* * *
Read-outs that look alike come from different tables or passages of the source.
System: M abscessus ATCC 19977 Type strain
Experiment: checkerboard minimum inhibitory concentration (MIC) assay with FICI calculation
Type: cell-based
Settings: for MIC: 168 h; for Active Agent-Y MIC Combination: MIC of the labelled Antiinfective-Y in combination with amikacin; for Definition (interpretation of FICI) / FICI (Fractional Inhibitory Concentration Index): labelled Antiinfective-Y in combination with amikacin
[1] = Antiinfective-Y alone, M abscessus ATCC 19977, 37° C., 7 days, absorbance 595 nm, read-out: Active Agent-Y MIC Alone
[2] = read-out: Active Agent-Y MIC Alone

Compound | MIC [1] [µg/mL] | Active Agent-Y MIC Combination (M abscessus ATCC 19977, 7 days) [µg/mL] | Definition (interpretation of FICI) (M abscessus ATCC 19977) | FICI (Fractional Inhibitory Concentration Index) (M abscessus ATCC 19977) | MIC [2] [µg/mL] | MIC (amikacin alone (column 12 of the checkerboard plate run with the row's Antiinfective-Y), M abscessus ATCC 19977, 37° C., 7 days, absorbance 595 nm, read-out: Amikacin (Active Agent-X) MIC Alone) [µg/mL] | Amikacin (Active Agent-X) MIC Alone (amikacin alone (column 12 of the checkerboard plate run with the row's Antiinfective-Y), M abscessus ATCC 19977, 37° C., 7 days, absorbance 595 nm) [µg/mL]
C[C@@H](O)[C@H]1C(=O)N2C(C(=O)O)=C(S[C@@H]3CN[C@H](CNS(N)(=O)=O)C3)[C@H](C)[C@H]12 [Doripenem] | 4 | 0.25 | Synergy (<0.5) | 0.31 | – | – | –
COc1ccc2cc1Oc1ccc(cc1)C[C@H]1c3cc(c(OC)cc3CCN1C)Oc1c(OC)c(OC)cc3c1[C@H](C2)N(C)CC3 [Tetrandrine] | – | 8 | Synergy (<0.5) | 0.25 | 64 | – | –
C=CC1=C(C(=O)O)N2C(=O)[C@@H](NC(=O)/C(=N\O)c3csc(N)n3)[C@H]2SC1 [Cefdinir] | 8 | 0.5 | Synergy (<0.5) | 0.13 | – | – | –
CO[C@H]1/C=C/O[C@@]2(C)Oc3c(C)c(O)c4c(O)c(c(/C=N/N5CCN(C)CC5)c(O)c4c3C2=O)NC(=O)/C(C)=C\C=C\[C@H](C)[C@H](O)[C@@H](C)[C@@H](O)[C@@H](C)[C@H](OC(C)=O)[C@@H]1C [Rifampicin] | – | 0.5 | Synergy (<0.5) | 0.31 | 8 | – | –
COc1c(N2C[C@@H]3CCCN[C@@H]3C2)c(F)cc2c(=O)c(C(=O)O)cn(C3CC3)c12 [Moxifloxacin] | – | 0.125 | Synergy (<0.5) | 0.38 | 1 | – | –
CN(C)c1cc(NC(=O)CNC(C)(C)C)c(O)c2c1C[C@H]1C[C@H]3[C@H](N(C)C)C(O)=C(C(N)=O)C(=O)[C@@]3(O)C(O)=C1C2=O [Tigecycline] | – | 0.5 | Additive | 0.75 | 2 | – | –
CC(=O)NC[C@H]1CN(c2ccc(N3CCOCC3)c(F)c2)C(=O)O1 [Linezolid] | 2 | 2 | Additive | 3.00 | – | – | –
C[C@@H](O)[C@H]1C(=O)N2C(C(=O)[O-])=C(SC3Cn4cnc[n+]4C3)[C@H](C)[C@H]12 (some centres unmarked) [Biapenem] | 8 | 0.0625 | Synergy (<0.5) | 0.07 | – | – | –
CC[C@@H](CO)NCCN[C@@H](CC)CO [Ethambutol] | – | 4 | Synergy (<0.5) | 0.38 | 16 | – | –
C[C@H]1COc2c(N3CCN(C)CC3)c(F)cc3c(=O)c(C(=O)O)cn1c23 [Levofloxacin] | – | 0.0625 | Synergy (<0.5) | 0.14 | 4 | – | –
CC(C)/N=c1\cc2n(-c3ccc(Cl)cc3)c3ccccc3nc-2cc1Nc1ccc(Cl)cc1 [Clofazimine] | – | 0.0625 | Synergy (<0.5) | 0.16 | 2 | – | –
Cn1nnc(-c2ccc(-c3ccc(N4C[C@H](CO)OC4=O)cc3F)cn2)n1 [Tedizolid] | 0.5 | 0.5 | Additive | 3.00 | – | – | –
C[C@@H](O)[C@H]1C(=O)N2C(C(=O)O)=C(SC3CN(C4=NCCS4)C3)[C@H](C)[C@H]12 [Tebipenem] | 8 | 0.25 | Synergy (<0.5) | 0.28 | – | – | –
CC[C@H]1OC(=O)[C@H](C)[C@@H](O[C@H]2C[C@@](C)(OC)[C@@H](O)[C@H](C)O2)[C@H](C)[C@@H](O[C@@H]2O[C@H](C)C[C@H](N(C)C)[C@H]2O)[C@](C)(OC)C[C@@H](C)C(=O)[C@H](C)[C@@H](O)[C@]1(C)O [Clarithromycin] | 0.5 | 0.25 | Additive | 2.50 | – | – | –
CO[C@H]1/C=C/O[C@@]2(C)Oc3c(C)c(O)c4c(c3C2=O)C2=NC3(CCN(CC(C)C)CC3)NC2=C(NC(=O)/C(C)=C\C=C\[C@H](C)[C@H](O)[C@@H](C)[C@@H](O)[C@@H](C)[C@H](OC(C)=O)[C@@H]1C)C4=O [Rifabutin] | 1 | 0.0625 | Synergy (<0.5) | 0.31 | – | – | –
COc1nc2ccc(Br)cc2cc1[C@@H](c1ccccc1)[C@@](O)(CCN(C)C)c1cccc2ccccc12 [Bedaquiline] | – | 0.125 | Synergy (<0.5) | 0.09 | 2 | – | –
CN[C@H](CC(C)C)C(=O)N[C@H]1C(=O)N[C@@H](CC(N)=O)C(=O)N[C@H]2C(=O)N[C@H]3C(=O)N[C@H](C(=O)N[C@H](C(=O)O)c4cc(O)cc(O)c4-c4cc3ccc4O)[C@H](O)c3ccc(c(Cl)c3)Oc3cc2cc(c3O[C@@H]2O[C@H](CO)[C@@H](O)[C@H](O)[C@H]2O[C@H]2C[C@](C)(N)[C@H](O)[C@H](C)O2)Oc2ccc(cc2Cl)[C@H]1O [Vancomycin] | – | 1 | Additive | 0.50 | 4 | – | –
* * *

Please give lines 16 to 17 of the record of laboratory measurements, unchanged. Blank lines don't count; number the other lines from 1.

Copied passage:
C[C@@H](O)[C@H]1C(=O)N2C(C(=O)[O-])=C(SC3Cn4cnc[n+]4C3)[C@H](C)[C@H]12 (some centres unmarked) [Biapenem] | 8 | 0.0625 | Synergy (<0.5) | 0.07 | – | – | –
CC[C@@H](CO)NCCN[C@@H](CC)CO [Ethambutol] | – | 4 | Synergy (<0.5) | 0.38 | 16 | – | –